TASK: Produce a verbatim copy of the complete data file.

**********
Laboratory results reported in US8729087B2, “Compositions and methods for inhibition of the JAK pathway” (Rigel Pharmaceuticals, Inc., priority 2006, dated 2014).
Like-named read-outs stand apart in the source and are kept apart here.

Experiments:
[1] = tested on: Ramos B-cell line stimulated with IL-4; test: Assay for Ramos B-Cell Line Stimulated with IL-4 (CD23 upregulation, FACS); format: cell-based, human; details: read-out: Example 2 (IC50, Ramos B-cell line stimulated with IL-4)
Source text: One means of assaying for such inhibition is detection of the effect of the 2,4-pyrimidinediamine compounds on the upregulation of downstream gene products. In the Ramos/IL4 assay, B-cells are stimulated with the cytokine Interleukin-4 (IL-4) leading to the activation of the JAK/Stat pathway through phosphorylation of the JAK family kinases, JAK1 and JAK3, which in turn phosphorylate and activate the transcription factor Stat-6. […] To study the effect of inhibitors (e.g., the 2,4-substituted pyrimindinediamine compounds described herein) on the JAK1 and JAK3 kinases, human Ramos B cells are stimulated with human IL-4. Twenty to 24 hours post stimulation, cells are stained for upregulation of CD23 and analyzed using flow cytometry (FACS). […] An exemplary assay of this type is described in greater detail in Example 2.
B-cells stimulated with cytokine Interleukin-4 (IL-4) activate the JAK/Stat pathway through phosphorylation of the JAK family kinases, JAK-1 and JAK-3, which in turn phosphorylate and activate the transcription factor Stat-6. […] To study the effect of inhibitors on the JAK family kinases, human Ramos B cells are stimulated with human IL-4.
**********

Laboratory results reported in US8729087B2, “Compositions and methods for inhibition of the JAK pathway” (Rigel Pharmaceuticals, Inc., priority 2006, dated 2014).
Like-named read-outs stand apart in the source and are kept apart here.

Experiments:
[1] = tested on: Ramos B-cell line stimulated with IL-4; test: Assay for Ramos B-Cell Line Stimulated with IL-4 (CD23 upregulation, FACS); format: cell-based, human; details: read-out: Example 2 (IC50, Ramos B-cell line stimulated with IL-4)
Source text: One means of assaying for such inhibition is detection of the effect of the 2,4-pyrimidinediamine compounds on the upregulation of downstream gene products. In the Ramos/IL4 assay, B-cells are stimulated with the cytokine Interleukin-4 (IL-4) leading to the activation of the JAK/Stat pathway through phosphorylation of the JAK family kinases, JAK1 and JAK3, which in turn phosphorylate and activate the transcription factor Stat-6. […] To study the effect of inhibitors (e.g., the 2,4-substituted pyrimindinediamine compounds described herein) on the JAK1 and JAK3 kinases, human Ramos B cells are stimulated with human IL-4. Twenty to 24 hours post stimulation, cells are stained for upregulation of CD23 and analyzed using flow cytometry (FACS). […] An exemplary assay of this type is described in greater detail in Example 2.
B-cells stimulated with cytokine Interleukin-4 (IL-4) activate the JAK/Stat pathway through phosphorylation of the JAK family kinases, JAK-1 and JAK-3, which in turn phosphorylate and activate the transcription factor Stat-6. […] To study the effect of inhibitors on the JAK family kinases, human Ramos B cells are stimulated with human IL-4.